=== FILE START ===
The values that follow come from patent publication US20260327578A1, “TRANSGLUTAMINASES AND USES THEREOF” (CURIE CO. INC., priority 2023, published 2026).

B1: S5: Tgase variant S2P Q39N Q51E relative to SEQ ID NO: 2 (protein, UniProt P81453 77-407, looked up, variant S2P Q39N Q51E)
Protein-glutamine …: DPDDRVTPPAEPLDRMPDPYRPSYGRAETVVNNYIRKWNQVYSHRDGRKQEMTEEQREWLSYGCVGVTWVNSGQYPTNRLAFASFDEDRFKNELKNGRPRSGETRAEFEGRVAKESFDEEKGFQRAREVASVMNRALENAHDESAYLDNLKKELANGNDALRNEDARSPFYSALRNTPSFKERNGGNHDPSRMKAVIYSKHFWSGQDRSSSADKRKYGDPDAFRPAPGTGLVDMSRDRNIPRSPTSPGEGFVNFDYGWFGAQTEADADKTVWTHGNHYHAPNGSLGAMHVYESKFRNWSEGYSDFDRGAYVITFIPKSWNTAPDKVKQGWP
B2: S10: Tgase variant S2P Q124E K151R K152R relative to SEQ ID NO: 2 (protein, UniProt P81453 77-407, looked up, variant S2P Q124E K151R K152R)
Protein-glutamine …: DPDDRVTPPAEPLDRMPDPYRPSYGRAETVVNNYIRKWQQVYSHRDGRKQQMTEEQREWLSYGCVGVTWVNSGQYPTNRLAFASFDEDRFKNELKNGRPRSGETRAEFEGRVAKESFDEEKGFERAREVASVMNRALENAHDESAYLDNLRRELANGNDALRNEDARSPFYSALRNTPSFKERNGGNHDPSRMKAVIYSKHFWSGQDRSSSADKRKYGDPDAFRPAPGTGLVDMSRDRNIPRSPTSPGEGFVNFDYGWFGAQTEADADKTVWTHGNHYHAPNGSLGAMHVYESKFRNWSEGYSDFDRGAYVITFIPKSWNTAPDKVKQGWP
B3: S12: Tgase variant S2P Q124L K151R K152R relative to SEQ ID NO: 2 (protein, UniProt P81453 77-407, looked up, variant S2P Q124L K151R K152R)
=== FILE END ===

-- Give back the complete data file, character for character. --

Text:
The values that follow come from patent publication US20260327578A1, “TRANSGLUTAMINASES AND USES THEREOF” (CURIE CO. INC., priority 2023, published 2026).

B1: S5: Tgase variant S2P Q39N Q51E relative to SEQ ID NO: 2 (protein, UniProt P81453 77-407, looked up, variant S2P Q39N Q51E)
Protein-glutamine …: DPDDRVTPPAEPLDRMPDPYRPSYGRAETVVNNYIRKWNQVYSHRDGRKQEMTEEQREWLSYGCVGVTWVNSGQYPTNRLAFASFDEDRFKNELKNGRPRSGETRAEFEGRVAKESFDEEKGFQRAREVASVMNRALENAHDESAYLDNLKKELANGNDALRNEDARSPFYSALRNTPSFKERNGGNHDPSRMKAVIYSKHFWSGQDRSSSADKRKYGDPDAFRPAPGTGLVDMSRDRNIPRSPTSPGEGFVNFDYGWFGAQTEADADKTVWTHGNHYHAPNGSLGAMHVYESKFRNWSEGYSDFDRGAYVITFIPKSWNTAPDKVKQGWP
B2: S10: Tgase variant S2P Q124E K151R K152R relative to SEQ ID NO: 2 (protein, UniProt P81453 77-407, looked up, variant S2P Q124E K151R K152R)
Protein-glutamine …: DPDDRVTPPAEPLDRMPDPYRPSYGRAETVVNNYIRKWQQVYSHRDGRKQQMTEEQREWLSYGCVGVTWVNSGQYPTNRLAFASFDEDRFKNELKNGRPRSGETRAEFEGRVAKESFDEEKGFERAREVASVMNRALENAHDESAYLDNLRRELANGNDALRNEDARSPFYSALRNTPSFKERNGGNHDPSRMKAVIYSKHFWSGQDRSSSADKRKYGDPDAFRPAPGTGLVDMSRDRNIPRSPTSPGEGFVNFDYGWFGAQTEADADKTVWTHGNHYHAPNGSLGAMHVYESKFRNWSEGYSDFDRGAYVITFIPKSWNTAPDKVKQGWP
B3: S12: Tgase variant S2P Q124L K151R K152R relative to SEQ ID NO: 2 (protein, UniProt P81453 77-407, looked up, variant S2P Q124L K151R K152R)